While the non-computer is a loose analogy and living without the computer would steer you into a new routine, that is what people with sudden chronic illnesses are forced into, a new routine that they had no plans for. Sure we’d all make different plans if we KNEW we were going to be disabled but plans are often made just to be broken. 

Maybe God is tired of the ordinary. Maybe He wants to shake up the world and see how people react, to see what kind of new familiarity we’d fall into, to see what kind of plans we’d make. Something was taken away from me and my fellow disabled friends, a normal take-for-granted-routine. 

I, and I imagine others, are no longer setting a methodical plan. We just wake and are happy to be alive. Meds or no meds, we get by another day trudging through the slime that impedes our pathway. We’re stronger and more resilient with what we generally go through on a daily basis.

So when I wake up with the intention of going outside to mow the lawn, I have to first survive getting out of bed. When I succeed I give the old fist pump and say YES! under my breath. Now, onto making a pot of coffee! Success, YES! Now onto making it into the shower without any incidences. Yes! Now the weather; is it cool enough for my back to be able to withstand an hour of mowing an enormous lawn? Yes! Will I suffer because of the challenge I overcame to get from point A to point B? I most certainly will but then I remember who is going to comfort me when the day is done. 

Pss. 72:3 “The mountains shall bring peace to the people, and the little hills, by righteousness.”

People take for granted the waking, the making of the coffee, the hopping in the shower, simply putting their clothes on one leg or arm at a time, when for people with disabilities, it’s a chore, a long drawn out painful obstacle.

When God places a challenge in front of you ie: heart attack, breast cancer, any illness or disability, the reason I feel it is there is for you to share with others HOW you overcame the unseen hindrance. The illness isn’t for you to hide and be ashamed of, that’s not doing any service for God it’s being selfish and thinking of only you. No, God wants you to rejoice in His saving grace. Each day is a hurdle that you’ve overcome, shout to the world a resounding YES! I made it another day!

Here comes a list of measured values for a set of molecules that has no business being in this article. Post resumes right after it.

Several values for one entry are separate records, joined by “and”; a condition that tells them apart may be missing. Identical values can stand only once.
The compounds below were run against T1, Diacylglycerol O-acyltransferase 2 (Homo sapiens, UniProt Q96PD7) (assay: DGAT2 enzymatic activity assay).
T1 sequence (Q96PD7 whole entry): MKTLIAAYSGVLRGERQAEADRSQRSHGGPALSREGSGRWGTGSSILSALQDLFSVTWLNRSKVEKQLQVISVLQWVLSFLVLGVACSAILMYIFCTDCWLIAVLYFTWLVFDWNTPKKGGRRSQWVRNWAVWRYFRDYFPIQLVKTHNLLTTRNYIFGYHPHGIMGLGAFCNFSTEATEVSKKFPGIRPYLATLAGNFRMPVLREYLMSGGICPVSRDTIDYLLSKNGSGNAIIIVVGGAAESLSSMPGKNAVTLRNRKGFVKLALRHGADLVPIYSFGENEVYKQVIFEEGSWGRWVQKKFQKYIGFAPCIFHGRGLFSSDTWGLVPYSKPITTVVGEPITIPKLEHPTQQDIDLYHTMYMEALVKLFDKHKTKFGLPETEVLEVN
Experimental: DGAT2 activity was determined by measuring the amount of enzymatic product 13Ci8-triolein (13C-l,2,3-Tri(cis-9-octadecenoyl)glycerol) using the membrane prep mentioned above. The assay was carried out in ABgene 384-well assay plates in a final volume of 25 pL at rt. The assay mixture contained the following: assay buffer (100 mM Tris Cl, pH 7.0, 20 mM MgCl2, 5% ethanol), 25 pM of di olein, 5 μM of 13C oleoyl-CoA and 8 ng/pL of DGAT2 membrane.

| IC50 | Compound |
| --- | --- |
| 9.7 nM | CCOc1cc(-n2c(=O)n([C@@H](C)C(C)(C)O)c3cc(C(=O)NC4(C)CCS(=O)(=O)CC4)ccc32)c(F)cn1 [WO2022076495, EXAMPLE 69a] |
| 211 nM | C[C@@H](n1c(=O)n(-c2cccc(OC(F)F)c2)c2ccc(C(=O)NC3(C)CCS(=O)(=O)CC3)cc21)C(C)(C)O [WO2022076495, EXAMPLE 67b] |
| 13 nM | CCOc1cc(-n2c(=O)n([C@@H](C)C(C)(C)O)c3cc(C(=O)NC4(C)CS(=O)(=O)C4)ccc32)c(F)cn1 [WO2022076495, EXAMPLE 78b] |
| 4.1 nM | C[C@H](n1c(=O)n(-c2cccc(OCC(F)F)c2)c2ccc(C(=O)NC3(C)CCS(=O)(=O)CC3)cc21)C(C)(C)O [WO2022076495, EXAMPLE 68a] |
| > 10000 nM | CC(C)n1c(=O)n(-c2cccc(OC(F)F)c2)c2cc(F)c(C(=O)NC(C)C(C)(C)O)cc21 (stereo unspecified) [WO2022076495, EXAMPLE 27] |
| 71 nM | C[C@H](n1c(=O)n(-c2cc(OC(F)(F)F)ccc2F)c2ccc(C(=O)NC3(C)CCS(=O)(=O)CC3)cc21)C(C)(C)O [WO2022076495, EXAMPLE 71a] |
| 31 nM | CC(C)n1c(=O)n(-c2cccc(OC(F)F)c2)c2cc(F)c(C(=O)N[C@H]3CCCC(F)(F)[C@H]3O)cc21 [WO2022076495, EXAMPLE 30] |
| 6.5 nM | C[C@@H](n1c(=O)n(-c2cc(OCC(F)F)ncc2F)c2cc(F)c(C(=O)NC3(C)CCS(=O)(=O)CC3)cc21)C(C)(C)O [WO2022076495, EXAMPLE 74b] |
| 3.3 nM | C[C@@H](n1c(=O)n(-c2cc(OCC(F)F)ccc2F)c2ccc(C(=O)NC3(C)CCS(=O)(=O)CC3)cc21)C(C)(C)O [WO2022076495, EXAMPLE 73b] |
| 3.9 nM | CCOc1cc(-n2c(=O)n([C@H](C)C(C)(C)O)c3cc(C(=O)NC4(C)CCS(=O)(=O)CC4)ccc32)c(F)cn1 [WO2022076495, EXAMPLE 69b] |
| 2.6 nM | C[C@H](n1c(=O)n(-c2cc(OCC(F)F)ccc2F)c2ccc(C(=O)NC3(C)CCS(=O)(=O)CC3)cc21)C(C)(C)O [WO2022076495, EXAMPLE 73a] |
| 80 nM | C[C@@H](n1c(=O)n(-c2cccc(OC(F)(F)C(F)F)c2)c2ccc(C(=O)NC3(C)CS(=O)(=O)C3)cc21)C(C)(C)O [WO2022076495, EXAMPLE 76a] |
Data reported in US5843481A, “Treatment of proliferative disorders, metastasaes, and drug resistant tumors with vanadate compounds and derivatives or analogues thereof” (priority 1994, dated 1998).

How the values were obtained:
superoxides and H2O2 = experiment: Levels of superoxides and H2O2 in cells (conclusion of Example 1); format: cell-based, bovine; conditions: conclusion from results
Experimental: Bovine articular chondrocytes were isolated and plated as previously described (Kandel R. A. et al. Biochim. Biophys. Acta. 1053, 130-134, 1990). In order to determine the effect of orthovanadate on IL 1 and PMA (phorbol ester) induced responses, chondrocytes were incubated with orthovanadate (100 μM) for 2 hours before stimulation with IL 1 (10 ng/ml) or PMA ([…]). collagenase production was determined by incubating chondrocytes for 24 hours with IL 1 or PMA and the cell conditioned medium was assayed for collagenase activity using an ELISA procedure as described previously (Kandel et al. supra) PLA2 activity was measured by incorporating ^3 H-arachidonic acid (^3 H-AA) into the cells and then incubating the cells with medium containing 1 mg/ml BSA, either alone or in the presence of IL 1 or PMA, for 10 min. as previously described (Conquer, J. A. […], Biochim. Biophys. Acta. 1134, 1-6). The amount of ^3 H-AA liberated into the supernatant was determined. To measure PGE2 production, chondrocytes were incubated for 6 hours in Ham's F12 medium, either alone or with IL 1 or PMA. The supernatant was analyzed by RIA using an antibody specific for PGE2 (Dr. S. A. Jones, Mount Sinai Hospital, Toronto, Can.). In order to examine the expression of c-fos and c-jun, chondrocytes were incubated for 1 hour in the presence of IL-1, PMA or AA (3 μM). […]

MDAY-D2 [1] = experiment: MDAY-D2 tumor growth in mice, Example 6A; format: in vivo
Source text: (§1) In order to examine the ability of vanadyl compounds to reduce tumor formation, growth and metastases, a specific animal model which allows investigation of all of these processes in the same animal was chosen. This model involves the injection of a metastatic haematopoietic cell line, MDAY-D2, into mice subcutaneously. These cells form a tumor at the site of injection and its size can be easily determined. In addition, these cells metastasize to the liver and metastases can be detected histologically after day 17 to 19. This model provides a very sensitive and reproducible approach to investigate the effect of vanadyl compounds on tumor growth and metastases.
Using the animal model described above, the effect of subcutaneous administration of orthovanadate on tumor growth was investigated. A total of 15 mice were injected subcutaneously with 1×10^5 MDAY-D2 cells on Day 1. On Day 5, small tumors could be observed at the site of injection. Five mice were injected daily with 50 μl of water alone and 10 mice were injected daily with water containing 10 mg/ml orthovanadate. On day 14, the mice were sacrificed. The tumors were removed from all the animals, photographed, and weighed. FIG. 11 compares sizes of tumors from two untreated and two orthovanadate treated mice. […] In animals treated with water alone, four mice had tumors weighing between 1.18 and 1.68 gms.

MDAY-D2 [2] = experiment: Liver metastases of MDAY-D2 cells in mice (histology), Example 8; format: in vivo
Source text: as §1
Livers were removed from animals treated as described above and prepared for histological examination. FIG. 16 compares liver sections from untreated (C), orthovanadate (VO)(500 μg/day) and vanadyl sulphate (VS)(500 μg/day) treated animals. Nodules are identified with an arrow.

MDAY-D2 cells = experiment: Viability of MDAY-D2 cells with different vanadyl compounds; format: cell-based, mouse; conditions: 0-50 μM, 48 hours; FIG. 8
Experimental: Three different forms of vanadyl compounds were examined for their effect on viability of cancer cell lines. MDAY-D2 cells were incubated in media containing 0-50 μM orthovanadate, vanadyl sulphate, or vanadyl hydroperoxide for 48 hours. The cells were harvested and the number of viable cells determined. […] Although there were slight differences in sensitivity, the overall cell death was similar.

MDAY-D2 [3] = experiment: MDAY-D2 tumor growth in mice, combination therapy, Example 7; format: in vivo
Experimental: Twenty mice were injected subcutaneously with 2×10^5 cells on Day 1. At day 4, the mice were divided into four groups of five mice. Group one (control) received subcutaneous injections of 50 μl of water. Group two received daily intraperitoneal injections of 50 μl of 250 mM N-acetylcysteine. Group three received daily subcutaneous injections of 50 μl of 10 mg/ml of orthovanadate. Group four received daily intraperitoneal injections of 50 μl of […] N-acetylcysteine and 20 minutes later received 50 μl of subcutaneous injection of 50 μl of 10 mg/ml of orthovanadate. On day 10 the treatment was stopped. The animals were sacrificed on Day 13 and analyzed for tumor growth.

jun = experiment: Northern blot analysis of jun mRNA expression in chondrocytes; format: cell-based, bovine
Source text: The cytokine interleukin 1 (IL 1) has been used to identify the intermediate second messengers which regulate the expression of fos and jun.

Prov.24:10 “If thou faint in the day of adversity, thy strength is small.”

Some people are empty of expression and to me, that is sadder than ANYTHING God tosses at me. I can live with pain, I can live with a wobble and a cane or a wheelchair, but I cannot live without my ability to express myself to the world how I’m blessed daily with overcoming my every day challenges. I can even live without a computer, my expression might reach you a little slower but only because I would be forced to take another route in seeing you receive my message. I can't live without my body.

If you’re in a bored ho-hum daily routine, actively seek to make a change, a simple change or a major one; either way if you do nothing, God will see to it you taste, touch, feel, hear, SEE His presence; even if you don’t acknowledge that it was Him. Eventually, you will crash. What will YOU do with a mountain in YOUR way?

Jer. 16:21 “Therefore, behold, I will this once cause them to know, I will cause them to know mine hand and my might; and they shall know that my name is The LORD.”